Friday, February 10, 2012

Religious In-Group/Out-Group Dynamics

I’ve been reading the spectacular Richard Dawkins. Along with Sam Harris and Christopher Hitchens, his book The God Delusion, is a necessary contribution to the atheist discourse on religion, religious violence and the psychology and philosophy of religion itself.

In chapter 7, The ‘Good’ Book and the Changing Moral Zeitgeist, he summarizes a study done by Israeli psychologist George Tamarin, who presented more than a thousand Israeli school children, ages eight to fourteen, the story of the battle of Jericho in the book of Joshua:

“Joshua said to the people, ‘Shout; for the LORD has given you the city. And the city and all that is within it shall be devoted to the LORD for destruction…But all silver and gold, and vessels of bronze and iron, are sacred to the LORD; they shall go in the treasury of the LORD.’ … Then the utterly destroyed all in the city, both men and women, young and old, oxen, sheep, and asses, with the edge of the sword…and they burned the city with fire, and all within it, only the silver and gold, and the vessels of bronze and iron, they put into the treasury of the house of the LORD.”

Tamarin asked the children a simple moral question: ‘Do you think Joshua and the Israelites acted rightly or not?’ They had three choices: A (total approval), B (partial approval) and C (total disapproval). Sixty six percent gave total approval and 26 percent total disapproval, with eight percent giving partial approval.

Here are three examples of a typical answer from the total approval (A) group:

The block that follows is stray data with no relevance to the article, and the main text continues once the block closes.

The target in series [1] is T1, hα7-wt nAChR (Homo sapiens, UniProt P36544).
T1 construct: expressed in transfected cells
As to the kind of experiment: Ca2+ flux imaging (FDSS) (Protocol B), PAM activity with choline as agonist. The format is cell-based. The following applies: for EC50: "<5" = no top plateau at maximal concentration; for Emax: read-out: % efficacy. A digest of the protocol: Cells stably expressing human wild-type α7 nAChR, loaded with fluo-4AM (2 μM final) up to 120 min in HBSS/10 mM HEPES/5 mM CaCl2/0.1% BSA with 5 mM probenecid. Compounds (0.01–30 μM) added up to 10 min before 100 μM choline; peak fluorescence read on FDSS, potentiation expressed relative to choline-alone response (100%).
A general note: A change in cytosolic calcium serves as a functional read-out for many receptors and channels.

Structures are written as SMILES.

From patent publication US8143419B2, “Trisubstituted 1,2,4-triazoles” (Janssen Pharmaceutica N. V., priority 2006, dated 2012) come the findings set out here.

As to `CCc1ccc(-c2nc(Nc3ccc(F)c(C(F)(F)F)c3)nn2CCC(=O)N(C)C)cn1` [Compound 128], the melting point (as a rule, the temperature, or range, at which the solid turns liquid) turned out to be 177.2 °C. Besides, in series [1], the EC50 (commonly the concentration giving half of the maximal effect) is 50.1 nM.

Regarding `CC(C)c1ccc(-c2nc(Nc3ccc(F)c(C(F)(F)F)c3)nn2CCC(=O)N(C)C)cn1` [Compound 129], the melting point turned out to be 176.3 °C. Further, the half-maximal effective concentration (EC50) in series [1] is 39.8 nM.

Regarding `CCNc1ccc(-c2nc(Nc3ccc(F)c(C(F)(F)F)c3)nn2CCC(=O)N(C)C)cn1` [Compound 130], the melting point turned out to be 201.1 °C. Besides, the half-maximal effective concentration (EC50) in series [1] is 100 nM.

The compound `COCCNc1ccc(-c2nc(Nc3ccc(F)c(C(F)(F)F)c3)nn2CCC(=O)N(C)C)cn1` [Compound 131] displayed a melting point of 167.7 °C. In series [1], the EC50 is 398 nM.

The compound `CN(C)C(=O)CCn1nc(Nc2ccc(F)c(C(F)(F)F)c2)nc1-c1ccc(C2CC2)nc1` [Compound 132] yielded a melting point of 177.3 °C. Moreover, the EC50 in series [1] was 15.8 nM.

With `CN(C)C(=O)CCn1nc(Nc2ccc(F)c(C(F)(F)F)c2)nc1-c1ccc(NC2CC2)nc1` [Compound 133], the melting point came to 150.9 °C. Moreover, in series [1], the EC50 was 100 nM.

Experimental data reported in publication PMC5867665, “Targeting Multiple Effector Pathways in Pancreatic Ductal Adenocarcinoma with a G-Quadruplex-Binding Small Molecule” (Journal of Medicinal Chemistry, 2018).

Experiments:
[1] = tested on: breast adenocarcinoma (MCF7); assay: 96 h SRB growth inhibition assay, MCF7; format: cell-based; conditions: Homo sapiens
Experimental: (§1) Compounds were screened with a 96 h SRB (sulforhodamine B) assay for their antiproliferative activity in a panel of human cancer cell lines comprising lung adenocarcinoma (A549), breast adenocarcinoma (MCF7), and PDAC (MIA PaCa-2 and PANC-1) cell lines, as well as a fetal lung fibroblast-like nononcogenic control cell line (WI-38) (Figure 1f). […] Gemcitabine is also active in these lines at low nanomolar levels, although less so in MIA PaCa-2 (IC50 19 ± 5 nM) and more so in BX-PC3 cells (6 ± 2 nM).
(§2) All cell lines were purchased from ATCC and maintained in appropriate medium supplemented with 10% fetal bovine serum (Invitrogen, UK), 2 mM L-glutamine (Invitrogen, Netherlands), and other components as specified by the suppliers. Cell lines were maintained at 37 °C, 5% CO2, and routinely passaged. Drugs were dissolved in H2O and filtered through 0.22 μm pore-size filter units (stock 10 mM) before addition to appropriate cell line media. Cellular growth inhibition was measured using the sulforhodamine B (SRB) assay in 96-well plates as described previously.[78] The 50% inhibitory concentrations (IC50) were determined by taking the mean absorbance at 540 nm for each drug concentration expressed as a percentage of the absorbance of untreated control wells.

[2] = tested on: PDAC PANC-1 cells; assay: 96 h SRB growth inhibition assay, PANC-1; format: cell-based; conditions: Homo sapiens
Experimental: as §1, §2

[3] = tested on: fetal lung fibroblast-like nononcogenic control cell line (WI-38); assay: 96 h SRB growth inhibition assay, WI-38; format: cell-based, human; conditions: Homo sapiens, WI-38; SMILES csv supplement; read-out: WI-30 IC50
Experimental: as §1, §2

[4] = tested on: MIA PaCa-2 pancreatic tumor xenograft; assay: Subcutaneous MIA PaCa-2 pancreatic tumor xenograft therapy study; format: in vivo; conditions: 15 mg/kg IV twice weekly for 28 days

1.    In my opinion Joshua and the Sons of Israel acted well, and here are the reasons: God promised them the land, and gave them permission to conquer. If they would not have acted in this manner or killed anyone, then there would be the danger that the Sons of Israel would have assimilated among the Goyim.
2.    In my opinion Joshua was right when he did it, one reason being that God commanded him to exterminate the people so that the tribes of Israel will not be able to assimilate amongst them and leanr their bad ways.
3.    Joshua did good because the people who inhabited the land were of a different religion, and when Joshua killed them he wiped their religion from the earth.

The reasoning for the massacre was religious in every case. Surprisingly, some in category C (total disapproval) did so for backhanded religious reasons. For example, one girl, disapproved because in order for Joshua’s to conquer Jericho he had to enter it: “I think it is bad, since the Arabs are impure and if one enters an impure land one will also become impure and share their curse.” Two others disapproved because Joshua destroyed the animals and property rather than keeping some as spoils for the Israelites:

1.    I think Joshua did not act well, as they could have spared the animals for themselves.
2.    I think Joshua did not act well, as he could have left the property of Jericho; if he had not destroyed the property it would have belonged to the Israelites.

These children are young and innocent. These savage views must come from somewhere else such as their parents or the cultural group and context in which they’ve been brought up.

Tamarin ran a fascinating control group. A different group of 168 Israeli children were given the same scenario and text but with some key changes: Joshua’s name was changed to ‘General Lin’ and ‘Israel’ replaced by ‘a Chinese kingdom 3,000 years ago.’ This group yielded entirely opposite results. Only 7 percent approved of General Lin’s behavior, and 75 percent disapproved.

Simply put, when their loyalty to Judaism was removed, the majority of children would agree with the moral judgments of most modern humans. However, it looks drastically different from a religious point of view. Religion made the difference between children condemning genocide and condoning it. And this is its immense power: to divide people and foster historic enmities and hereditary vendettas. More to come...

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